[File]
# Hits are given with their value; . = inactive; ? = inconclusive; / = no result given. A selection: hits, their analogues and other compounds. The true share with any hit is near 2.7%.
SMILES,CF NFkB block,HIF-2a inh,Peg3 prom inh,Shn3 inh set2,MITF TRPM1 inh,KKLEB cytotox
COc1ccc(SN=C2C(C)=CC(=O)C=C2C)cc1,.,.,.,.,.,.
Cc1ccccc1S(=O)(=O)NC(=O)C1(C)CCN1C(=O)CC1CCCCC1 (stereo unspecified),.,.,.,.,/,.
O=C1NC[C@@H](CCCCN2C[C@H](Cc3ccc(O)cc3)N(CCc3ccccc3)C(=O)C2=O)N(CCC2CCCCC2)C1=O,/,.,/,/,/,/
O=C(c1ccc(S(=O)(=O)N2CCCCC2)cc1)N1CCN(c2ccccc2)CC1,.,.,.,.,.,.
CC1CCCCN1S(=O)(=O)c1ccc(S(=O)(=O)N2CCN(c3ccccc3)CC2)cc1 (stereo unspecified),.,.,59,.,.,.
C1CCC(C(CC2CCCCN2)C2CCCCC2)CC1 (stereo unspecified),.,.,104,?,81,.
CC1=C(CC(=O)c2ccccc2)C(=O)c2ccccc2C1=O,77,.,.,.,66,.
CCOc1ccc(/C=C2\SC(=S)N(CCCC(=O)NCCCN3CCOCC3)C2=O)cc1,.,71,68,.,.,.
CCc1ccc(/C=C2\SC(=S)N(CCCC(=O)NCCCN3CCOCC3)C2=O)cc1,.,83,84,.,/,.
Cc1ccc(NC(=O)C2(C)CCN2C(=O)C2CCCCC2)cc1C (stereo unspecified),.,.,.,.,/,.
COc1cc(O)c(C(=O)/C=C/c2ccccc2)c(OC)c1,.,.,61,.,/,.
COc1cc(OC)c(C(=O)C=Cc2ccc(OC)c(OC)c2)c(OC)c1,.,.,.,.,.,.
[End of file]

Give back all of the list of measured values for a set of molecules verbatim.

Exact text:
# Hits are given with their value; . = inactive; ? = inconclusive; / = no result given. A selection: hits, their analogues and other compounds. The true share with any hit is near 2.7%.
SMILES,CF NFkB block,HIF-2a inh,Peg3 prom inh,Shn3 inh set2,MITF TRPM1 inh,KKLEB cytotox
COc1ccc(SN=C2C(C)=CC(=O)C=C2C)cc1,.,.,.,.,.,.
Cc1ccccc1S(=O)(=O)NC(=O)C1(C)CCN1C(=O)CC1CCCCC1 (stereo unspecified),.,.,.,.,/,.
O=C1NC[C@@H](CCCCN2C[C@H](Cc3ccc(O)cc3)N(CCc3ccccc3)C(=O)C2=O)N(CCC2CCCCC2)C1=O,/,.,/,/,/,/
O=C(c1ccc(S(=O)(=O)N2CCCCC2)cc1)N1CCN(c2ccccc2)CC1,.,.,.,.,.,.
CC1CCCCN1S(=O)(=O)c1ccc(S(=O)(=O)N2CCN(c3ccccc3)CC2)cc1 (stereo unspecified),.,.,59,.,.,.
C1CCC(C(CC2CCCCN2)C2CCCCC2)CC1 (stereo unspecified),.,.,104,?,81,.
CC1=C(CC(=O)c2ccccc2)C(=O)c2ccccc2C1=O,77,.,.,.,66,.
CCOc1ccc(/C=C2\SC(=S)N(CCCC(=O)NCCCN3CCOCC3)C2=O)cc1,.,71,68,.,.,.
CCc1ccc(/C=C2\SC(=S)N(CCCC(=O)NCCCN3CCOCC3)C2=O)cc1,.,83,84,.,/,.
Cc1ccc(NC(=O)C2(C)CCN2C(=O)C2CCCCC2)cc1C (stereo unspecified),.,.,.,.,/,.
COc1cc(O)c(C(=O)/C=C/c2ccccc2)c(OC)c1,.,.,61,.,/,.
COc1cc(OC)c(C(=O)C=Cc2ccc(OC)c(OC)c2)c(OC)c1,.,.,.,.,.,.